Crowds of up to 100,000 march against austerity in Spain
Up to 100,000 people marched in Madrid yesterday in the biggest show of support yet for Spanish anti-austerity party Podemos, whose policies and surging pre-election popularity have drawn comparisons with Greece’s new Syriza rulers.
Police said at least 100,000 people participated in the march while Podemos put the figure at 300,000. Podemos (“We Can”) aims to shatter the country’s predominantly two-party system and the “March for Change” gathered crowds in the same place where sit-in protests against political and financial corruption laid the party’s foundations in 2011.
The party’s rise is greatly due to the charisma of its pony-tailed leader, Pablo Iglesias, a 36-year-old political science professor. Hailing from the Madrid working class neighborhood of Vallecas, Iglesias prefers jeans and rolled-up shirt sleeves to a suit and tie, and champions slogans such as Spain is “run by the butlers of the rich” and that the economy must serve the people.
“We want change,” Iglesias told the crowd. “This is the year for change and we’re going to win the elections.”
Crowds chanted “yes we can” or “tic tac tic tac” to suggest the clock was ticking for Spain’s political elite. Many waved Greek and Republican flags and banners reading “the change is now” or “Pablo president”.
Podemos produced a major shock by winning five seats in elections for the European Parliament in May. Tapping into Spaniards’ austerity fatigue and widespread anger at “la casta”, as it calls the country’s business and political elites, it is currently topping opinion polls in the run-up to local, regional and national elections this year.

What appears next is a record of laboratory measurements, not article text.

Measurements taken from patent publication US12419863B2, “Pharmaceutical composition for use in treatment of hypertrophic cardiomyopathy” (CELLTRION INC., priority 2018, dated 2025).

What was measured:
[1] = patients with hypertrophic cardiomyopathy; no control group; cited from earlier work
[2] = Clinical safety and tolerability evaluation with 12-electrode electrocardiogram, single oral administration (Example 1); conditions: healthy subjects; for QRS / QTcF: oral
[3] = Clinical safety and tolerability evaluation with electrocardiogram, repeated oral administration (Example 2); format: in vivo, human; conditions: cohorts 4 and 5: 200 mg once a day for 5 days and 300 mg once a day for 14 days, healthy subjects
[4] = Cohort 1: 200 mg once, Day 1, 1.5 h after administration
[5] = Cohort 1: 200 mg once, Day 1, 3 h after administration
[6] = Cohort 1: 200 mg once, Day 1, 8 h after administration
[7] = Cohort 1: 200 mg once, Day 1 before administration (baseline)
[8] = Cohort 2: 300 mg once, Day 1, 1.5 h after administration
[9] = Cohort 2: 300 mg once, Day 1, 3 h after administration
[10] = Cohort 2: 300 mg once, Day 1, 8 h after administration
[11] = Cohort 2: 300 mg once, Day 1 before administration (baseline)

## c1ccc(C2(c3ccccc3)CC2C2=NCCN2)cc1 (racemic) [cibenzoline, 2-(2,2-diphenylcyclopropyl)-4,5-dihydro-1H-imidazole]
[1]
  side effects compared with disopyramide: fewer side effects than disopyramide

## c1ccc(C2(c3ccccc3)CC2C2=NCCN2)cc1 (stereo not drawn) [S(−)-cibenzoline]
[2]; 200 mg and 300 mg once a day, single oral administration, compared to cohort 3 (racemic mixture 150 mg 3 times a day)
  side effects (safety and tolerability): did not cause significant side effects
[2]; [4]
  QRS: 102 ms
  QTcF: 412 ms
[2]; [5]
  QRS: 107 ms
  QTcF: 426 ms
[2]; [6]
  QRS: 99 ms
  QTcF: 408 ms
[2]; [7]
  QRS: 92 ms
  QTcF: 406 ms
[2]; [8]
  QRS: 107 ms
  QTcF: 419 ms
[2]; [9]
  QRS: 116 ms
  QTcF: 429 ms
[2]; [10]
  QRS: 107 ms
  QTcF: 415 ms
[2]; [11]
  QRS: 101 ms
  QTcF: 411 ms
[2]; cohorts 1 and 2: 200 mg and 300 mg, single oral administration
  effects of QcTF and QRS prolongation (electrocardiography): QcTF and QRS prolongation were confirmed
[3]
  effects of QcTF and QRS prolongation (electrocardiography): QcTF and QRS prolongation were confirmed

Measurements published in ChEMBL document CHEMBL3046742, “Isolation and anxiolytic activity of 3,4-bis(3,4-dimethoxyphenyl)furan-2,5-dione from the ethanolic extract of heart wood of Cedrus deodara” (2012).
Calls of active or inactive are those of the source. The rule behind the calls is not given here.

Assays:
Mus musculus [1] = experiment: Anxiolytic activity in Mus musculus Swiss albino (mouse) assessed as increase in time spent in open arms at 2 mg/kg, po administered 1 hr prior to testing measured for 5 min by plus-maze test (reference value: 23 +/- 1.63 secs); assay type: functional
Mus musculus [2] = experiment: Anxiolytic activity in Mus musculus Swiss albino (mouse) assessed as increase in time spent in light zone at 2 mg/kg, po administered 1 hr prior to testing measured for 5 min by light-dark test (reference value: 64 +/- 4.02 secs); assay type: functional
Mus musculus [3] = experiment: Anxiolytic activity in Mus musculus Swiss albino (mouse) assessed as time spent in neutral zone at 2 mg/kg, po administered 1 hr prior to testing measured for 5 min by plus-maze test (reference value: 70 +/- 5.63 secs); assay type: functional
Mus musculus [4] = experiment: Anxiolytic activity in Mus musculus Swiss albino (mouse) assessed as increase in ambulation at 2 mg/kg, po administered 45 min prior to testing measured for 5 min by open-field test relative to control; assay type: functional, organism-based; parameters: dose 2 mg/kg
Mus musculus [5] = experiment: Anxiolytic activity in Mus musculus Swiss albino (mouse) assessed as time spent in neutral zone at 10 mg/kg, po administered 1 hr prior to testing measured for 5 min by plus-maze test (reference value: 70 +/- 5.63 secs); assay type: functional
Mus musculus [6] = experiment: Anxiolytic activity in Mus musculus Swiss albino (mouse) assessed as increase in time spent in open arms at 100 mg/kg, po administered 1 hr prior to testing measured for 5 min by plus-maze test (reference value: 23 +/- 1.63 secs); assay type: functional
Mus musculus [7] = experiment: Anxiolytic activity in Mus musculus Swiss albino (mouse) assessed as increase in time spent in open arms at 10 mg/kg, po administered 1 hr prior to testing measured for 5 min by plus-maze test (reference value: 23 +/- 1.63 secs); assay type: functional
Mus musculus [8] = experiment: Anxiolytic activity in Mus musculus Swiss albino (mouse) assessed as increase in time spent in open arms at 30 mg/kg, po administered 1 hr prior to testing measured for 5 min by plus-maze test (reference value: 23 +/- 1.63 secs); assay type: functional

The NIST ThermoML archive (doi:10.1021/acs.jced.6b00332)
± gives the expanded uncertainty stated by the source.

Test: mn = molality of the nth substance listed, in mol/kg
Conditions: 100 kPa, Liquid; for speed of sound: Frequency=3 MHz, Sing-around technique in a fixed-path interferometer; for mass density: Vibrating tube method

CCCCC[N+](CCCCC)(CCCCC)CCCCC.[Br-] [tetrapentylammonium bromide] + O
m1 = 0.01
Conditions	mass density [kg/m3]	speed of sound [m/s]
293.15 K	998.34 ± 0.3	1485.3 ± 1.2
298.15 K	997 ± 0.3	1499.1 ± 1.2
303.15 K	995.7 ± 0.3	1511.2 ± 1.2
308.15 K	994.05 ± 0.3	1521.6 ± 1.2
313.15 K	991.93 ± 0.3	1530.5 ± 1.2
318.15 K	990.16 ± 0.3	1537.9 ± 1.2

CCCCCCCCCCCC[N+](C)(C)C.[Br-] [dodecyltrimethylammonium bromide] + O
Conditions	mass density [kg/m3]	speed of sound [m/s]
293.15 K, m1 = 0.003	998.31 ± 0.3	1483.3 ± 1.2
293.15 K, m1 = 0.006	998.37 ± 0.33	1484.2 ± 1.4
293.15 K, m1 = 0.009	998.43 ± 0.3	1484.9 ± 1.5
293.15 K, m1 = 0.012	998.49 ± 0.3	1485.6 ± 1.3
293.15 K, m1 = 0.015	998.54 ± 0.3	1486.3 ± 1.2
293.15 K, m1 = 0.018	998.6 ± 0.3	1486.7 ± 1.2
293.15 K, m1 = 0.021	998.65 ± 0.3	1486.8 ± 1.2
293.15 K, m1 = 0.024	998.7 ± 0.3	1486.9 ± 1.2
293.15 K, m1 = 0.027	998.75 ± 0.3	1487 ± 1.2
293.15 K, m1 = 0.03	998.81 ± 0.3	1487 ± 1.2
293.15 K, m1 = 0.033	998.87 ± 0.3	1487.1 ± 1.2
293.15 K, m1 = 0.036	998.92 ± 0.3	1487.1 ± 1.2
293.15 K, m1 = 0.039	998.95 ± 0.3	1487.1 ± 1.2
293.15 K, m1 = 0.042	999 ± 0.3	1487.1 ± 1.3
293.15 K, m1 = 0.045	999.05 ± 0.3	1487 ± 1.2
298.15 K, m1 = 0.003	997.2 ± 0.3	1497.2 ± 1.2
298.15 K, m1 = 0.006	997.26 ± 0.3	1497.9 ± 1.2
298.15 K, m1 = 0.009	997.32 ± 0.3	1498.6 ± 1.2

“People are fed up with the political class,” said Antonia Fernandez, a 69-year-old pensioner from Madrid who had come to the demonstration with her family.
Ms Fernandez, who lives with her husband on a €700-a-month combined pension cheque, said she used to vote for the Socialist Party but had lost faith in it because
of its handling of the economic crisis and its austerity policies. “If we want to have a future, we need jobs,” she said.
Spain is emerging from a seven-year economic slump as one of the eurozone’s fastest growing countries. But the exit from recession has yet to ease the hardship for millions of households, in a country where nearly one in four of the workforce remains out of a job.
Addressing the crowd in the Puerta del Sol square in central Madrid, Mr Iglesias said 2015 would be the “year of change” in Spain. “The wind of change is starting to blow in Europe,” he said in Greek, as he praised Greek leftist leader Alexis Tsipras’s first decisions as prime minister.
Mr Tsipras promised that five years of austerity, “humiliation and suffering” imposed by international creditors were over after his Syriza party romped to election victory on January 25.
“Who said it was impossible? Greece today has a government of change. In Greece, more has been done in six days than in many years,” Mr Iglesias said.
Like Syriza, Podemos hopes to seize power by overturning the two-party system in place since Spain embraced democracy in the 1970s, and by swallowing up other leftist parties such as the Socialists and former communists of Izquierda Unida.
Mr Iglesias earlier this month increased pressure on the two parties by saying Spaniards would be faced with a binary choice at the next general election: “Podemos or the (ruling conservative) People’s Party.” He repeated this yesterday.
Podemos, in a sign of its ambitions to capture disappointed Socialist voters who had initially been scared by earlier more radical plans, had already toned down its economic programme in November last year, with some success. An official poll carried at the end of 2014 showed that one in four people who voted for the Socialists in the 2011 general election would today cast their ballot for Podemos.
Jose Pablo Ferrandiz, a sociologist who heads the leading polling firm Metroscopia, said Podemos’ strategy was to occupy the space of social democracy deserted by the Socialists and to use it to win the general elections.
“Spain’s electoral law means parties will have to secure alliances to govern. So if Podemos comes first on the left, the Socialists will have to decide who they back: the People’s Party in a grand coalition or Podemos,” he said.